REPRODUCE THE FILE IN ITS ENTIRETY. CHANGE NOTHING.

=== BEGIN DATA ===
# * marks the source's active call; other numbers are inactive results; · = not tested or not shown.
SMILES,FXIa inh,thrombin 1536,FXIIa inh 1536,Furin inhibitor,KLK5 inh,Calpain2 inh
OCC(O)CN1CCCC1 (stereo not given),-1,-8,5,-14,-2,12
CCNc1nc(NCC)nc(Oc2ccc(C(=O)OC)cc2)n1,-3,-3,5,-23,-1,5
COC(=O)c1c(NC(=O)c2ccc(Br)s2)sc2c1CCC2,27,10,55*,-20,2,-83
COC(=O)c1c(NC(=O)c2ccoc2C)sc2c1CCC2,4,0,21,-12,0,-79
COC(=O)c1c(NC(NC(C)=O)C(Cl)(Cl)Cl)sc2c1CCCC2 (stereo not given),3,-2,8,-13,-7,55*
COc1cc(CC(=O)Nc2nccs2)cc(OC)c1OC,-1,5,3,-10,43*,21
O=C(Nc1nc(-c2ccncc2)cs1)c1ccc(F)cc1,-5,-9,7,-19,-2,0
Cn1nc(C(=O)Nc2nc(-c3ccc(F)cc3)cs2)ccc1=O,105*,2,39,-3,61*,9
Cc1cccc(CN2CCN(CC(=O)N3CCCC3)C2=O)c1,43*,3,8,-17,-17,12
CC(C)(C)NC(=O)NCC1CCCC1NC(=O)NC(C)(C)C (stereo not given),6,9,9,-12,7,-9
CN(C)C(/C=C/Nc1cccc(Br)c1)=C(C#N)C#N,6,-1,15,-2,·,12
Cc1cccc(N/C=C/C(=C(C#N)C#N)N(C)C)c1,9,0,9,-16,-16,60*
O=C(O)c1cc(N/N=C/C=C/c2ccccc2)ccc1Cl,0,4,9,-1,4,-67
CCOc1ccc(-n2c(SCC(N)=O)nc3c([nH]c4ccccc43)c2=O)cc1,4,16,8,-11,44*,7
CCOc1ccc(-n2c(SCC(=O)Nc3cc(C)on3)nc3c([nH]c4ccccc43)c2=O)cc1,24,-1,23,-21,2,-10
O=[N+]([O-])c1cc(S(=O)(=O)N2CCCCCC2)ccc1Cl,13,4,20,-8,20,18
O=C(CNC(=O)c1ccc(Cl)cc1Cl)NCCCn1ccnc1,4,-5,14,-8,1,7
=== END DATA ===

# * marks the source's active call; other numbers are inactive results; · = not tested or not shown.
SMILES,FXIa inh,thrombin 1536,FXIIa inh 1536,Furin inhibitor,KLK5 inh,Calpain2 inh
OCC(O)CN1CCCC1 (stereo not given),-1,-8,5,-14,-2,12
CCNc1nc(NCC)nc(Oc2ccc(C(=O)OC)cc2)n1,-3,-3,5,-23,-1,5
COC(=O)c1c(NC(=O)c2ccc(Br)s2)sc2c1CCC2,27,10,55*,-20,2,-83
COC(=O)c1c(NC(=O)c2ccoc2C)sc2c1CCC2,4,0,21,-12,0,-79
COC(=O)c1c(NC(NC(C)=O)C(Cl)(Cl)Cl)sc2c1CCCC2 (stereo not given),3,-2,8,-13,-7,55*
COc1cc(CC(=O)Nc2nccs2)cc(OC)c1OC,-1,5,3,-10,43*,21
O=C(Nc1nc(-c2ccncc2)cs1)c1ccc(F)cc1,-5,-9,7,-19,-2,0
Cn1nc(C(=O)Nc2nc(-c3ccc(F)cc3)cs2)ccc1=O,105*,2,39,-3,61*,9
Cc1cccc(CN2CCN(CC(=O)N3CCCC3)C2=O)c1,43*,3,8,-17,-17,12
CC(C)(C)NC(=O)NCC1CCCC1NC(=O)NC(C)(C)C (stereo not given),6,9,9,-12,7,-9
CN(C)C(/C=C/Nc1cccc(Br)c1)=C(C#N)C#N,6,-1,15,-2,·,12
Cc1cccc(N/C=C/C(=C(C#N)C#N)N(C)C)c1,9,0,9,-16,-16,60*
O=C(O)c1cc(N/N=C/C=C/c2ccccc2)ccc1Cl,0,4,9,-1,4,-67
CCOc1ccc(-n2c(SCC(N)=O)nc3c([nH]c4ccccc43)c2=O)cc1,4,16,8,-11,44*,7
CCOc1ccc(-n2c(SCC(=O)Nc3cc(C)on3)nc3c([nH]c4ccccc43)c2=O)cc1,24,-1,23,-21,2,-10
O=[N+]([O-])c1cc(S(=O)(=O)N2CCCCCC2)ccc1Cl,13,4,20,-8,20,18
O=C(CNC(=O)c1ccc(Cl)cc1Cl)NCCCn1ccnc1,4,-5,14,-8,1,7